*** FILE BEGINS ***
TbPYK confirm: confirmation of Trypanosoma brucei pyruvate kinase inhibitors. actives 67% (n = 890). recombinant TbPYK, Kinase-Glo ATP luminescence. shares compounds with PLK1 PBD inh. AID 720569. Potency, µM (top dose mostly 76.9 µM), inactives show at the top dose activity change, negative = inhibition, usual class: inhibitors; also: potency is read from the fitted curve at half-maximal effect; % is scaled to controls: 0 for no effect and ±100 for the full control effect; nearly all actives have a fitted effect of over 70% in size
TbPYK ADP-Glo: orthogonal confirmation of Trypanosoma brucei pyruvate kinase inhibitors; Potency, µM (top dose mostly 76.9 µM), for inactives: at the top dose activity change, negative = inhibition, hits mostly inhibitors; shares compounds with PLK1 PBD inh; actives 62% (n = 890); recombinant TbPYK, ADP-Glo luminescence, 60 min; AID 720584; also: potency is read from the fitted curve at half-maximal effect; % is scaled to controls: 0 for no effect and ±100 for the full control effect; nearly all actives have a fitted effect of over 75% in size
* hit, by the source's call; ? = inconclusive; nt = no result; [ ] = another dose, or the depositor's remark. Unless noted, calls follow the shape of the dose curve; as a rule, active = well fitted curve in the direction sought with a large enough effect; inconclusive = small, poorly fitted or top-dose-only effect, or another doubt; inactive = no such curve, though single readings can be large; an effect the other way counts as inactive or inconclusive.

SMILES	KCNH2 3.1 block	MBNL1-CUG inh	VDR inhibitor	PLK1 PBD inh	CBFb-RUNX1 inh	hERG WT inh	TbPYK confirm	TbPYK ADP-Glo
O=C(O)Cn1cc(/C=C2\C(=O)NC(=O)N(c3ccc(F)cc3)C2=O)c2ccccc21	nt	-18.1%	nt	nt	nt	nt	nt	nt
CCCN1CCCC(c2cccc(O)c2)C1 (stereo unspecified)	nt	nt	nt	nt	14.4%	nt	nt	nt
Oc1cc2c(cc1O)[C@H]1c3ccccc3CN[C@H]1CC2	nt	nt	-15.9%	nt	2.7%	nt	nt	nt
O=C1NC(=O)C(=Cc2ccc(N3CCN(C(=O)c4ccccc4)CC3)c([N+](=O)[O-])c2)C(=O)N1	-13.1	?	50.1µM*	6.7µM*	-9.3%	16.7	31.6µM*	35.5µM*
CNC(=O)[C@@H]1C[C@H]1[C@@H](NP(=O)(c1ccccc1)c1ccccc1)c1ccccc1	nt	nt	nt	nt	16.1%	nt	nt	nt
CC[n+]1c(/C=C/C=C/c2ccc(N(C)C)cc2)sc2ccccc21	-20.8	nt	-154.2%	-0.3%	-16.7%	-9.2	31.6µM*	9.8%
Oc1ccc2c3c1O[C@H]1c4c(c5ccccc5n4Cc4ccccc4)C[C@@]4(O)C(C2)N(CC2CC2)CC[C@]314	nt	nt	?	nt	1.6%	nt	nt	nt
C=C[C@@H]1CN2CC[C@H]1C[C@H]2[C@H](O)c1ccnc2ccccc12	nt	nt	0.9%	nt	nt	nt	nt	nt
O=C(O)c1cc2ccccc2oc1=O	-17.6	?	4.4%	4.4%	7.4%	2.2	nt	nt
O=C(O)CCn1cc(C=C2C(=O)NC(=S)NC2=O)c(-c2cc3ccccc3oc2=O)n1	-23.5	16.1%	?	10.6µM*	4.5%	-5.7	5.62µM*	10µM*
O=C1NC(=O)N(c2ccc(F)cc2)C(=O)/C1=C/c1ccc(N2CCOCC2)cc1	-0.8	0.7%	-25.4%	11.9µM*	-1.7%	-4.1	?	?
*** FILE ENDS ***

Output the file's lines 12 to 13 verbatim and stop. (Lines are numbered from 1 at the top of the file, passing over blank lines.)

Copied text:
C=C[C@@H]1CN2CC[C@H]1C[C@H]2[C@H](O)c1ccnc2ccccc12	nt	nt	0.9%	nt	nt	nt	nt	nt
O=C(O)c1cc2ccccc2oc1=O	-17.6	?	4.4%	4.4%	7.4%	2.2	nt	nt